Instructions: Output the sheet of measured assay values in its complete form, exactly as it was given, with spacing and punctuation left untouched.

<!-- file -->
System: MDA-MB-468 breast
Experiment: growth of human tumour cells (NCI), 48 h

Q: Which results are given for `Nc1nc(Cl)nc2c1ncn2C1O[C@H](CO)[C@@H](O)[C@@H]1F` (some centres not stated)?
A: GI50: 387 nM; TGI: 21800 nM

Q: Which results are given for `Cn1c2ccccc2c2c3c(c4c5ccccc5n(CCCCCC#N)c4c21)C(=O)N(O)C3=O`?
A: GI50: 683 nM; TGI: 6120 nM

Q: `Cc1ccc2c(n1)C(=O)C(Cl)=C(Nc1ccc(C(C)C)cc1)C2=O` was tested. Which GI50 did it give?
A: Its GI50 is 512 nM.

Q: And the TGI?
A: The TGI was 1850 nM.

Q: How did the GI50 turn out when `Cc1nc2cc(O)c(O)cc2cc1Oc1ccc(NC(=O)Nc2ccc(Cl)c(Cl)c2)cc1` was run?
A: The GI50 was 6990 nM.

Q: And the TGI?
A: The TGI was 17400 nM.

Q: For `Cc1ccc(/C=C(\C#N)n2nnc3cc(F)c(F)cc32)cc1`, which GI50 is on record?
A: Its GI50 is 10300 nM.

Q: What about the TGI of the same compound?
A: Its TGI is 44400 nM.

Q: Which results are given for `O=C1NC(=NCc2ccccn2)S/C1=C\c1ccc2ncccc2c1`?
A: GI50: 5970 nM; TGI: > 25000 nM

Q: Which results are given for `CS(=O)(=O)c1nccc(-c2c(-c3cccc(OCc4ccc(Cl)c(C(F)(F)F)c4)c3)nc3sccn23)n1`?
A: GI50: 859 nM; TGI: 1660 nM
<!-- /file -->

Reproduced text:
System: MDA-MB-468 breast
Experiment: growth of human tumour cells (NCI), 48 h

Q: Which results are given for `Nc1nc(Cl)nc2c1ncn2C1O[C@H](CO)[C@@H](O)[C@@H]1F` (some centres not stated)?
A: GI50: 387 nM; TGI: 21800 nM

Q: Which results are given for `Cn1c2ccccc2c2c3c(c4c5ccccc5n(CCCCCC#N)c4c21)C(=O)N(O)C3=O`?
A: GI50: 683 nM; TGI: 6120 nM

Q: `Cc1ccc2c(n1)C(=O)C(Cl)=C(Nc1ccc(C(C)C)cc1)C2=O` was tested. Which GI50 did it give?
A: Its GI50 is 512 nM.

Q: And the TGI?
A: The TGI was 1850 nM.

Q: How did the GI50 turn out when `Cc1nc2cc(O)c(O)cc2cc1Oc1ccc(NC(=O)Nc2ccc(Cl)c(Cl)c2)cc1` was run?
A: The GI50 was 6990 nM.

Q: And the TGI?
A: The TGI was 17400 nM.

Q: For `Cc1ccc(/C=C(\C#N)n2nnc3cc(F)c(F)cc32)cc1`, which GI50 is on record?
A: Its GI50 is 10300 nM.

Q: What about the TGI of the same compound?
A: Its TGI is 44400 nM.

Q: Which results are given for `O=C1NC(=NCc2ccccn2)S/C1=C\c1ccc2ncccc2c1`?
A: GI50: 5970 nM; TGI: > 25000 nM

Q: Which results are given for `CS(=O)(=O)c1nccc(-c2c(-c3cccc(OCc4ccc(Cl)c(C(F)(F)F)c4)c3)nc3sccn23)n1`?
A: GI50: 859 nM; TGI: 1660 nM